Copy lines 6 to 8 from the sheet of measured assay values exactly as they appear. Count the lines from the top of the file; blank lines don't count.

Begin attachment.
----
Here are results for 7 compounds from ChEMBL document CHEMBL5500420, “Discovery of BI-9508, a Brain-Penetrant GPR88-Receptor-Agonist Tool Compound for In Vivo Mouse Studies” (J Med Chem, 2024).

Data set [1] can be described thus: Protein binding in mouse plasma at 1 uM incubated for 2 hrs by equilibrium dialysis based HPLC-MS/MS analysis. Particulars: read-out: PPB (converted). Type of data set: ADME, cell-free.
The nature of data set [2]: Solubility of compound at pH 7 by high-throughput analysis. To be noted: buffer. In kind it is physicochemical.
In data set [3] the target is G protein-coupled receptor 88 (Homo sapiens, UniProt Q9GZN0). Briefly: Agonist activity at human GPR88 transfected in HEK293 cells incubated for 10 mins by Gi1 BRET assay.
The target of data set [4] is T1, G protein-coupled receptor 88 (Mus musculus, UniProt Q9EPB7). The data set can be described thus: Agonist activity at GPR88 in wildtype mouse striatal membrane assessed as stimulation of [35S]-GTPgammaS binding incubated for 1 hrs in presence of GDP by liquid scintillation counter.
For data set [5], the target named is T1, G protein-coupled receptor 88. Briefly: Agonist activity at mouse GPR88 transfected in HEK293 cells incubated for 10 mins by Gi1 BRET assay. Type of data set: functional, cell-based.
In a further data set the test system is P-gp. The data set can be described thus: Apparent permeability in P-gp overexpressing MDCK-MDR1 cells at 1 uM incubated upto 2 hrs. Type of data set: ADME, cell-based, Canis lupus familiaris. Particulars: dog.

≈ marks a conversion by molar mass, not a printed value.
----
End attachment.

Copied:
For data set [5], the target named is T1, G protein-coupled receptor 88. Briefly: Agonist activity at mouse GPR88 transfected in HEK293 cells incubated for 10 mins by Gi1 BRET assay. Type of data set: functional, cell-based.
In a further data set the test system is P-gp. The data set can be described thus: Apparent permeability in P-gp overexpressing MDCK-MDR1 cells at 1 uM incubated upto 2 hrs. Type of data set: ADME, cell-based, Canis lupus familiaris. Particulars: dog.

≈ marks a conversion by molar mass, not a printed value.